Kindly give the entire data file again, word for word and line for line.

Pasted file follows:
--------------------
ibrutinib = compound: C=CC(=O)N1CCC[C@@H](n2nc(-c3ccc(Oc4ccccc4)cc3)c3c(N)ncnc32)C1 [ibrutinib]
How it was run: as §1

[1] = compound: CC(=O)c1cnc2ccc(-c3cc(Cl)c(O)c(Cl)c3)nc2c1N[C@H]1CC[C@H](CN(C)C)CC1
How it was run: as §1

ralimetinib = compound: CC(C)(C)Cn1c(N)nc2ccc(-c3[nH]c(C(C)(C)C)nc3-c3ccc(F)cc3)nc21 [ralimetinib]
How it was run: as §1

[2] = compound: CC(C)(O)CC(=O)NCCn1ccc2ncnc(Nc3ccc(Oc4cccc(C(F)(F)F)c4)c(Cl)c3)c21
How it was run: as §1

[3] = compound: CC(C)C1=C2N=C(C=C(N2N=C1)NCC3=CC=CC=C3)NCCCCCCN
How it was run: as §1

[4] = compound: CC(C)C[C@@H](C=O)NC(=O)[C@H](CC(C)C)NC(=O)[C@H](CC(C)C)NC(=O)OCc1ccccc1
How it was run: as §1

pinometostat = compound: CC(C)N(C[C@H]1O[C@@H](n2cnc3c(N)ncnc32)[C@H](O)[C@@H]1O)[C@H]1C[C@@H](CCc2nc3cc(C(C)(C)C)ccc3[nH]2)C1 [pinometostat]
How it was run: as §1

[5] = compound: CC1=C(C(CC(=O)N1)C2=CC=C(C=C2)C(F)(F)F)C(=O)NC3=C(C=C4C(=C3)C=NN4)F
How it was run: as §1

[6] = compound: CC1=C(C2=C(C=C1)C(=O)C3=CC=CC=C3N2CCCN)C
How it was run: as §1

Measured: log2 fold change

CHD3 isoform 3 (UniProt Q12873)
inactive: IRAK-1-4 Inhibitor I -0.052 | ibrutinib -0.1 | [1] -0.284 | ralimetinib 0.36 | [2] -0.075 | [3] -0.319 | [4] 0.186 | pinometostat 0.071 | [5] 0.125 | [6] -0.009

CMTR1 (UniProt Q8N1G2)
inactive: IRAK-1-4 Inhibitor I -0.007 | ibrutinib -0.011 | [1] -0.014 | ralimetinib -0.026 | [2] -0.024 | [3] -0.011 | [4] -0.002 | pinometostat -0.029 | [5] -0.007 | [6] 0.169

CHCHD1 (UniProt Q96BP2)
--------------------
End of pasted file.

ibrutinib = compound: C=CC(=O)N1CCC[C@@H](n2nc(-c3ccc(Oc4ccccc4)cc3)c3c(N)ncnc32)C1 [ibrutinib]
How it was run: as §1

[1] = compound: CC(=O)c1cnc2ccc(-c3cc(Cl)c(O)c(Cl)c3)nc2c1N[C@H]1CC[C@H](CN(C)C)CC1
How it was run: as §1

ralimetinib = compound: CC(C)(C)Cn1c(N)nc2ccc(-c3[nH]c(C(C)(C)C)nc3-c3ccc(F)cc3)nc21 [ralimetinib]
How it was run: as §1

[2] = compound: CC(C)(O)CC(=O)NCCn1ccc2ncnc(Nc3ccc(Oc4cccc(C(F)(F)F)c4)c(Cl)c3)c21
How it was run: as §1

[3] = compound: CC(C)C1=C2N=C(C=C(N2N=C1)NCC3=CC=CC=C3)NCCCCCCN
How it was run: as §1

[4] = compound: CC(C)C[C@@H](C=O)NC(=O)[C@H](CC(C)C)NC(=O)[C@H](CC(C)C)NC(=O)OCc1ccccc1
How it was run: as §1

pinometostat = compound: CC(C)N(C[C@H]1O[C@@H](n2cnc3c(N)ncnc32)[C@H](O)[C@@H]1O)[C@H]1C[C@@H](CCc2nc3cc(C(C)(C)C)ccc3[nH]2)C1 [pinometostat]
How it was run: as §1

[5] = compound: CC1=C(C(CC(=O)N1)C2=CC=C(C=C2)C(F)(F)F)C(=O)NC3=C(C=C4C(=C3)C=NN4)F
How it was run: as §1

[6] = compound: CC1=C(C2=C(C=C1)C(=O)C3=CC=CC=C3N2CCCN)C
How it was run: as §1

Measured: log2 fold change

CHD3 isoform 3 (UniProt Q12873)
inactive: IRAK-1-4 Inhibitor I -0.052 | ibrutinib -0.1 | [1] -0.284 | ralimetinib 0.36 | [2] -0.075 | [3] -0.319 | [4] 0.186 | pinometostat 0.071 | [5] 0.125 | [6] -0.009

CMTR1 (UniProt Q8N1G2)
inactive: IRAK-1-4 Inhibitor I -0.007 | ibrutinib -0.011 | [1] -0.014 | ralimetinib -0.026 | [2] -0.024 | [3] -0.011 | [4] -0.002 | pinometostat -0.029 | [5] -0.007 | [6] 0.169

CHCHD1 (UniProt Q96BP2)